By Mei Jingya, Sina English
The Philippine Department of National Defense on Thursday denied a recent report that the United States is planning to establish an advance Marine command post in its Palawan island facing the South China Sea.
In a report on September 4, Kyodo News agency quoted an unnamed senior Philippine officer as saying that the U.S. plans to set up an "advance command post" on the western Philippine island of Palawan.
Dismissing the report, Defense Secretary Voltaire Gazmin told the Philippine Star in a text message that “No, this was never discussed in our meetings.”
Kyodo reported earlier that Washington plans to station 50 to 60 American marines in Palawan as an advance command post in the region, quoting the anonymous Philippine marine officer privy to the plan.
According to the officer, the plan includes converting a 246-hectare Philippine Marine Corps reservation in Brooke's Point, southeastern Palawan, into a joint marine operational command. The 1.1 kilometer airstrip inside the reservation will be extended to 2.4 km to accommodate big U.S. military transport planes.
Kyodo said that construction work will begin in September in time for the annual Philippine-U.S. amphibious landing exercise in Palawan. And more buildings will also be erected there in the future.
Aside from command post, the U.S. military is also looking at developing joint "operational bases" in other parts of Palawan. Palawan is just one of the areas identified both by Manila and Washington where U.S. Marines will train in a rotating deployment.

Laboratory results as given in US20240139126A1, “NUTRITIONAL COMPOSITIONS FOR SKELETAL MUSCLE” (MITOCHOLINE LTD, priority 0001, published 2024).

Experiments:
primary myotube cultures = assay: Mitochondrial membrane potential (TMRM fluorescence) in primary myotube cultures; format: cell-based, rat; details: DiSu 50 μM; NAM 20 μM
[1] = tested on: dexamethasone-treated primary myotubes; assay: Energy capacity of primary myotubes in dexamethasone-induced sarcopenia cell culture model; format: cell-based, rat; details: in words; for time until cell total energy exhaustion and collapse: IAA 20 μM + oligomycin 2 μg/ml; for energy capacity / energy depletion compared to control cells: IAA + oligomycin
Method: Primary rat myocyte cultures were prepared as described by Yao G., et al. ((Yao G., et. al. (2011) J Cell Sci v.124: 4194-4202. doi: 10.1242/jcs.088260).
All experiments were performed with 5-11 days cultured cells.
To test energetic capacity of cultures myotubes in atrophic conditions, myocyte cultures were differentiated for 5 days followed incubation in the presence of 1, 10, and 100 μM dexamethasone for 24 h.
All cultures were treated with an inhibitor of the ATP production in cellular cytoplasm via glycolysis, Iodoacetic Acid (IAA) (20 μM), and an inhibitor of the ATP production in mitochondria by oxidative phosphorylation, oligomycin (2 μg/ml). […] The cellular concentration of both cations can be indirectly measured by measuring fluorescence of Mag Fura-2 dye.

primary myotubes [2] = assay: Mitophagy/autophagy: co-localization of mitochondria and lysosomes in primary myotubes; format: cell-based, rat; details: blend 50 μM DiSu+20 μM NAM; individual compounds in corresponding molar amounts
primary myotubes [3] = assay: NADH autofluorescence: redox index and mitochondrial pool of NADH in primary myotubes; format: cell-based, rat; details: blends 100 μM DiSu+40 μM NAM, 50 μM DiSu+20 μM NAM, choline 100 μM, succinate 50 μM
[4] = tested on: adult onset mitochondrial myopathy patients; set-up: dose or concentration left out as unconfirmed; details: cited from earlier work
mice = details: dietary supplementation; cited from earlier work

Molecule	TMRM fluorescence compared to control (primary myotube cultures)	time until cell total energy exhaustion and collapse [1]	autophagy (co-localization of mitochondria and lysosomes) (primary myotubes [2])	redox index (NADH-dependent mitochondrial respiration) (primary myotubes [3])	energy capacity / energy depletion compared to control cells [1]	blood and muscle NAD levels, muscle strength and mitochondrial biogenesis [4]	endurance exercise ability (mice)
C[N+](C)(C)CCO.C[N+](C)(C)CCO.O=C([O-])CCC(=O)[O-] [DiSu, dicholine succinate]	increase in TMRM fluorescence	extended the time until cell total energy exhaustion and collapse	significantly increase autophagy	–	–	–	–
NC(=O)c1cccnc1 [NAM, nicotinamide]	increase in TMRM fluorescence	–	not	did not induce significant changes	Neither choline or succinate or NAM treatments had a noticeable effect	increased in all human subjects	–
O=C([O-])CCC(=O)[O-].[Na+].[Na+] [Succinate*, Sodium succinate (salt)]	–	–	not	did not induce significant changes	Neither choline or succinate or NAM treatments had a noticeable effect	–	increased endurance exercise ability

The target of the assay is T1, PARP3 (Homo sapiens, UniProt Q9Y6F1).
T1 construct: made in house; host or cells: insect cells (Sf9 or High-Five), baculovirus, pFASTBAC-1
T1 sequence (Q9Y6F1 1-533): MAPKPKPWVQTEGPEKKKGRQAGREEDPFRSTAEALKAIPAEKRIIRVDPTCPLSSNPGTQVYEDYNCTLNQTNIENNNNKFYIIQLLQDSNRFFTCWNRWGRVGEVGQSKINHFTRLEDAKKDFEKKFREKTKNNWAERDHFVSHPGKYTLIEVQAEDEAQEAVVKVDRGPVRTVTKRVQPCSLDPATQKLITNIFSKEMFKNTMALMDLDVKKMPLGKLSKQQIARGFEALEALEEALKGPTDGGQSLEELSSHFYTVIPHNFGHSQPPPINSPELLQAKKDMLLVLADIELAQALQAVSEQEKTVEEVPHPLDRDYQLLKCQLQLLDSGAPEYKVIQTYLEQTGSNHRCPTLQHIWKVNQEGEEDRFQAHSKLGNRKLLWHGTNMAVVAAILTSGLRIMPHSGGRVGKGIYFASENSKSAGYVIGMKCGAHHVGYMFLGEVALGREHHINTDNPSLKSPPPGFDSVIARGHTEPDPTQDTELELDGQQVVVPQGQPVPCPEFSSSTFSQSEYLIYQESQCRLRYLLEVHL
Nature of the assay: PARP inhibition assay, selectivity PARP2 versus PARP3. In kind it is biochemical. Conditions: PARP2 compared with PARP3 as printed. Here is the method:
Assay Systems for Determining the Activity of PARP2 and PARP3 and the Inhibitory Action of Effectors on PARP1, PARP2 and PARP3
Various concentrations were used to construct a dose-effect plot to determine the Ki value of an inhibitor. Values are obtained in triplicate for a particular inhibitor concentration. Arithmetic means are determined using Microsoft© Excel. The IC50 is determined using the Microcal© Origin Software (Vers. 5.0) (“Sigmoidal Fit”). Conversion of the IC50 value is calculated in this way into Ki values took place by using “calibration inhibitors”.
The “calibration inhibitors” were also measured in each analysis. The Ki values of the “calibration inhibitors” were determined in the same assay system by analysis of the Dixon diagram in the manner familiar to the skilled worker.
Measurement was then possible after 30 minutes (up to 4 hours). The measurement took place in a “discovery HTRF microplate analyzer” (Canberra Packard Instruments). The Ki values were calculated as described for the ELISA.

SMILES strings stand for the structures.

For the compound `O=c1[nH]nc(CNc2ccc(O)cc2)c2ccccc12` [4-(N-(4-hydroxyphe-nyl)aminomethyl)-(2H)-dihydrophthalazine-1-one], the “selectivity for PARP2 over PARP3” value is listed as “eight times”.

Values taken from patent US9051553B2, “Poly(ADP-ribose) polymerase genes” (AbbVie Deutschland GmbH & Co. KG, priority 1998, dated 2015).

The officer disclosed that several military facilities in the Philippine main island of Luzon and Mindanao island in southern Philippines have also been "opened for access" for U.S. troops.
Quoting some other diplomatic and military sources, Kyodo reported that the United States specifically wants more access to Philippine airfields and ports for "servicing and maintenance" including refueling and repair of U.S. aircraft and ships, and similar facilities in Batanes, the northernmost Philippine island province closest to Taiwan, are also being considered.
The sources also told Kyodo the number of U.S. troops that will be rotated through the Philippines hovers between 4,000 and 4,500, including U.S. Marines based in Okinawa, Japan, but the final size of the U.S. troops and details of the plan are still being finalized.
Manila has once again toughened its attitude to the diplomatic row with China unfolded over the Huangyan Island in the South China Sea, since the U.S. Secretary of State Hillary Clinton embarked on her farewell diplomatic shuttle through the South Pacific in recent days.